More Executive Orders Will Not Fix Healthcare

Draconian measures to “flatten the curve” were implemented to prevent the healthcare sector from becoming overwhelmed with infected patients. Now, as many states reopen for business, it seems relatively few healthcare facilities are overwhelmed.

However, much of the healthcare industry is still struggling. Becker Hospital Review finds that more than 250 hospitals are furloughing employees to stay financially solvent. Medical practices are also experiencing significantly less patronage.

Dr. Halee Fischer-Wright, President and CEO of Medical Group Management Association, notes that “physician practices are seeing declines in patient volume of 30 percent to 75 percent,” with primary care practice appointments, “down 40 percent to 50 percent.”

Pharmaceutical markets have also been devastated by the pandemic. A report compiled by Primer, a healthcare monitoring company, finds that in the United States “the drug supply chain is not resilient [to disruptions] and the time to recover for shortages is prolonged and can take upwards of 3-5 years.” The report goes on to cite numerous drug shortages, including fifteen drugs used to fight COVID-19, caused by disruptions to international drug supply chains.

Correcting this problem should be a top priority, the study argues. “Immediate action is needed now to mitigate current shortages and prevent additional shortages to ensure drugs with the potential to treat COVID-19 are available for patient care.” The White House is taking action.

A recent CNBC article notes that President Trump is preparing an executive order requiring some “essential drugs” to be produced within the United States. This order will also streamline the Food and Drug Administration’s regulatory approval guidelines for domestically produced essential drugs, increase the agency’s regulatory oversight for U.S. drug manufacturing facilities located overseas, and offer financial incentives to encourage government agencies to favor American-made drugs.

The order’s desired outcome is to strengthen U.S. drug supply chains by reducing the country’s dependence on imported drugs. Supporters of the order have specifically singled out dependence on Chinese drug imports as a threat to our healthcare system. As Michael McCaul (R-Texas), a ranking member of the House Foreign Relations Committee, recently stated:

For far too long the United States has relied on China to produce essential goods, such as medicine, medical supplies and personal protective equipment.... We can’t bet Americans’ health and security on the potential malign decisions of our strategic adversary, the Chinese Communist Party.

Unfortunately, issuing an order restricting our access to drug imports is a prescription rife with harmful side-effects.

According to the FDA, about 90 percent of the drugs in the United States were produced overseas. One of the biggest reasons the United States imports most of its drugs because it’s significantly cheaper to produce drugs overseas. Requiring drugs to be produced domestically will only make them more expensive.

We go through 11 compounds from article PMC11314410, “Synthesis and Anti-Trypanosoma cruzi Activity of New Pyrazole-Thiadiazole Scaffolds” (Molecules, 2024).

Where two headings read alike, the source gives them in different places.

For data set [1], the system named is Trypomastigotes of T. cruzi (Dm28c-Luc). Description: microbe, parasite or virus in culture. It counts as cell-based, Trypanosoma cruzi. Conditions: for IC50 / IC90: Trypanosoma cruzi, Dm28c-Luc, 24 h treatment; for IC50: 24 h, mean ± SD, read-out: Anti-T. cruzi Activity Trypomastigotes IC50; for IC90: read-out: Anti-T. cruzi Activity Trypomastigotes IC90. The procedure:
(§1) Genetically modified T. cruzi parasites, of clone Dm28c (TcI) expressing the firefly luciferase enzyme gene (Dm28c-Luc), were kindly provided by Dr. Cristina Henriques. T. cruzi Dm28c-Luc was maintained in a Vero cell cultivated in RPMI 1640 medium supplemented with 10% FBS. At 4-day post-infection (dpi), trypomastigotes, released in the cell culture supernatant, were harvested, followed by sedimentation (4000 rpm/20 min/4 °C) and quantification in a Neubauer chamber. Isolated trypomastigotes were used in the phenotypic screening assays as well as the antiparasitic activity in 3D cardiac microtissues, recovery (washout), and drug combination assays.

Price increases on essential drugs will most likely be passed on to the patients, who were struggling to afford prescription drugs well before the pandemic. A Consumer Reports survey conducted in 2017 found that 14 percent of drug prescriptions go unfilled because patients couldn’t afford them.

There is also reason to doubt that the executive order would strengthen drug supply chains. As I’ve noted in a previous post, President Trump issued three previous executive orders to make health insurance and care more affordable. They have been unsuccessful.

Instead of looking for more orders and regulations to resolve drug supply issues, we should look to slash international drug market regulations to broaden our import market. Indeed, many of the current COVID-19 drug market issues stem from onerous regulations.

When the first outbreaks of COVID-19 emerged in China, the FDA withdrew its international inspectors. For drugs to be legally imported into the United States, these inspectors must complete a thorough exam. When inspectors were unable to enforce these regulatory requirements, more drug shortages emerged.

Similar compliance problems occurred when South Korea began developing COVID-19 testing kits. As the United States struggled to provide enough COVID-19 tests due to an array of regulatory barriers enacted by the FDA and CDC, South Korea transformed from one of the most affected countries to one of the only countries with more COVID-19 recoveries than new cases. As South Korea began exporting its testing kits across the globe, international drug inspection requirements, and the FDA’s approval process prevented these kits from reaching the United States.

These examples provide two critical insights. First, had the United States adopted less stringent regulations to import drugs and medical devices, supply chains would have adjusted significantly quicker. Second, restricting trade makes supply chains more brittle. Drug markets are no exception.

Raymond J. March is a Research Fellow at the Independent Institute and Assistant Professor of Agribusiness and Applied Economics at North Dakota State University.
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